Galaxies Lecture 13

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Now we’re going to back up a little bit and talk some more about the components of galaxies. We start with stellar evolution.

  • Main Sequence
    • HHe via pp chain or CNO cycle
    • Convection mixes H and He.
    • He is heavier and sinks to center
    • Steep T gradients need convection to get heat out; smaller gradients use radiative transport.
  • HR diagram
    • He flash only happens in low mass stars when He core becomes degenerate before He can ignite.
    • Pre-MS branch (Hiyashi strip) varies L and R to maintain constant T.
    • , so higher metallicity means dimmer stars.
    • Tip of the Red Giant Branch (RGB) changes little with stellar type, so it can indicate an approximate distance.
  • Initial Metallicities
    • Set via Big Bang nucleosynthesis theory.
    • Observationally, a star hot enought ot excite He will also create He.
    • Using young, low-mass stars, we have measured , and (bolometric magnitude = integrated over frequency) for fixed z, T (metallicity temperature).
    • We can measure Y in the ISM via radio recombination lines: in H and .
  • MS lifetimes
    • , where is a fudge factor.
    • takes .
    • takes . This is independent of mass because stars only burn up to the Chandrasekhar limit.
    • Horizontal Branch (He burning) takes 0.1 Gyr.
  • Instability Strip
    • (opacity) instability sets a vertical strip of instability in HR diagram, which covers a wider range of temperatures at higher luminosities.
    • Normally, as temperature increases, opacity decreases, allowing the extra heat out.
    • Near the ionization limit, opacity increases with temperature, causing heating, which builds up pressure and expands the star.
    • The period of this expansion is roughly .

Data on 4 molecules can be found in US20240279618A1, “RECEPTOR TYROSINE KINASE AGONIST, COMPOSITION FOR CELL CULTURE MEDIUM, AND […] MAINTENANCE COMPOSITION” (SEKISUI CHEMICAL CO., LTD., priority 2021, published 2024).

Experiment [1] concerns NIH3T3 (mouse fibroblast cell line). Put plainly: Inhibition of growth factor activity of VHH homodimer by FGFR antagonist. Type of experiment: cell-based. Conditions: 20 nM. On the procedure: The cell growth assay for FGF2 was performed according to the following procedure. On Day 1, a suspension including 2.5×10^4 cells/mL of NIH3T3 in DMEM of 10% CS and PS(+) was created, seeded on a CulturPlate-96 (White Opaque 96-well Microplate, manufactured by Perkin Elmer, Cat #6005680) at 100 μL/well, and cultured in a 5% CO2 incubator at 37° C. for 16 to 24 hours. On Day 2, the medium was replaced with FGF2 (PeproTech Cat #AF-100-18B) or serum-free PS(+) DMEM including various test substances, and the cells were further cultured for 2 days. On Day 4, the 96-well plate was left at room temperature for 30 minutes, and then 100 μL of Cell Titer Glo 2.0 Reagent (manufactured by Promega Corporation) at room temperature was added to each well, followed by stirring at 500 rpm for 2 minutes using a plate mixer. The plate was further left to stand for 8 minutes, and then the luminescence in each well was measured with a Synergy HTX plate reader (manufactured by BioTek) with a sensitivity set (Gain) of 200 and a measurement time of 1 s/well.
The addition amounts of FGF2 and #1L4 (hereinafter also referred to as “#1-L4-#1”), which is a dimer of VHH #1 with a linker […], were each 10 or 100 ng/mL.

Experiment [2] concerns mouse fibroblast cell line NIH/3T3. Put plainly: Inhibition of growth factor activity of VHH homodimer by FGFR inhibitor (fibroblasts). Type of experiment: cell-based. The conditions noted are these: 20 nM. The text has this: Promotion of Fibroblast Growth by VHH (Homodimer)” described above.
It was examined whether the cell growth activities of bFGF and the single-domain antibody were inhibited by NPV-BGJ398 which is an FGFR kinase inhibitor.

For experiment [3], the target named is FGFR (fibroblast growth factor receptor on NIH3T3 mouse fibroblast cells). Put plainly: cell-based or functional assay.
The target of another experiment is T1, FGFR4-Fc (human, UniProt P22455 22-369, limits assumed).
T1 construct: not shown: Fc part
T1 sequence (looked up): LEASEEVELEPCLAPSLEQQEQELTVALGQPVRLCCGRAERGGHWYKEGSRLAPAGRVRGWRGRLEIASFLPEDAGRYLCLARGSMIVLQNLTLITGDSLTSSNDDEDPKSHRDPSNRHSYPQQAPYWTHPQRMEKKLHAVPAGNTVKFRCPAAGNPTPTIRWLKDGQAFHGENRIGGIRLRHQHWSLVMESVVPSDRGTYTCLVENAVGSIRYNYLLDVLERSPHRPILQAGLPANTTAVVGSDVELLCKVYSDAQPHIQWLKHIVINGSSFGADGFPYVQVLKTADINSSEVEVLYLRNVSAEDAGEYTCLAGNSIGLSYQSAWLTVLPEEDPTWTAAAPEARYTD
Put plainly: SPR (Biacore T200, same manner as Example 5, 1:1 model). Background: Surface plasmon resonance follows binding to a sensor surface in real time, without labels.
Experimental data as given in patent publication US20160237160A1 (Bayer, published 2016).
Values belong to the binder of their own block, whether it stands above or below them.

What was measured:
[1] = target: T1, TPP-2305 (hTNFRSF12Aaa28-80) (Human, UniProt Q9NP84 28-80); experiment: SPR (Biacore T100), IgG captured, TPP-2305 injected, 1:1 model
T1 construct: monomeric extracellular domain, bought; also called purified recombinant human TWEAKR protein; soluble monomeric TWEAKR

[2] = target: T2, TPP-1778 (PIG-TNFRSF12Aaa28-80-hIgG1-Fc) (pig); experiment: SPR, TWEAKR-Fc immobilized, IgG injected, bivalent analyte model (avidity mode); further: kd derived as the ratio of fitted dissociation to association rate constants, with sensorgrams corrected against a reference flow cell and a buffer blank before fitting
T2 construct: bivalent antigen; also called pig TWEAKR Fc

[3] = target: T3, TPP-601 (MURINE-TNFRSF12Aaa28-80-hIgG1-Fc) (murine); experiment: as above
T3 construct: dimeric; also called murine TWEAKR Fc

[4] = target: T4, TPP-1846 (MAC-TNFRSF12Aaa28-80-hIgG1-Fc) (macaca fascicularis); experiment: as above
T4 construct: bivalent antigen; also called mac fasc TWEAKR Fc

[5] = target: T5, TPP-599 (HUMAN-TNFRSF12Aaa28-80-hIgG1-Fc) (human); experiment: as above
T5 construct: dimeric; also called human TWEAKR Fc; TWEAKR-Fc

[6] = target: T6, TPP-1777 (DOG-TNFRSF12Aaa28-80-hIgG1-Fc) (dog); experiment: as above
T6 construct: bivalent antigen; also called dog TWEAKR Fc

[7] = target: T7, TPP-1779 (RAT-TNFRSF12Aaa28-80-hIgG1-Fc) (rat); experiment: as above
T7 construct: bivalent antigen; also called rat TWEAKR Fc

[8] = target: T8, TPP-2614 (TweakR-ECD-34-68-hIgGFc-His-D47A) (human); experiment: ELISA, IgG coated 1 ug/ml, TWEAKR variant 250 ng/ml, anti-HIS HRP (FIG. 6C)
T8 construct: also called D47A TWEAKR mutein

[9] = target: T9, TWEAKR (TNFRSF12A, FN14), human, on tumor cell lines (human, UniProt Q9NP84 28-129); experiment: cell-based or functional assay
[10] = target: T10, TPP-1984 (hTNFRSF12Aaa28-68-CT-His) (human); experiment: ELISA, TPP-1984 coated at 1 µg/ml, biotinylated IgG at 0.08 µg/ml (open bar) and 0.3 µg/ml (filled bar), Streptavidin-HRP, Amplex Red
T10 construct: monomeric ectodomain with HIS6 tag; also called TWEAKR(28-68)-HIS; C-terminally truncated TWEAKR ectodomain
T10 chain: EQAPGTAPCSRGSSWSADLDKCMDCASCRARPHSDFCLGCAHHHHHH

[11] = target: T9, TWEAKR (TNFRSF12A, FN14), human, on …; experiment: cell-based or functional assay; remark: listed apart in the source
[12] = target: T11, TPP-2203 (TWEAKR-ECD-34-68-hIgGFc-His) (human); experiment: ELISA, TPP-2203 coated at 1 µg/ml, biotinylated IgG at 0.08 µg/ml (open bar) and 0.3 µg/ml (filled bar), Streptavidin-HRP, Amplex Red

• , where is a constant.
    • The fundamental mode of expansion is lowest mode: the whole star expands. However, there are harmonics to radial expansion, and interior zero points, so that only the outer layers of the star expand.
    • Solar Oscillations are not large scale, and are sensitive to conditions inside the star.
    • Cepheids have both fundamental and overtone oscillations. The period-luminosity rlation is tight in K-band, but wider at B, V.
  • Nuclear Physics
    • There are more neutrons in heavier elements
    • is the most stable, but can get heavier elements with fusion as well.
    • makes it easiest to get an even mass-number.
    • neutron capture in high-mass stars give other elements.
      • S process (slow) absorbs and then -decays into the next element up
      • R process (rapid) absorbs lots of and the -decays.
    • the number of elements depends on initial metallicity, neutron cross-section, and radioactivity.
    • Heavy elements are dispersed into the ISM via stellar winds, PNe, SN (Type II, also Ib, Ic) core collapse, and SN Type Ia
  • Population Evolution
    • Can use known ages of stars to study population ages and histories.
    • Age and metallicity can be indicators of the historical star formation rate.
    • In the Local Group:
      • dSp, dE have no evidence of recent star formation; old populations
      • Carina has 3 episodes of star formation; how was the gas replentished?
      • Irr have on-going star formation and young populations; how is gas maintained when SN winds eject it?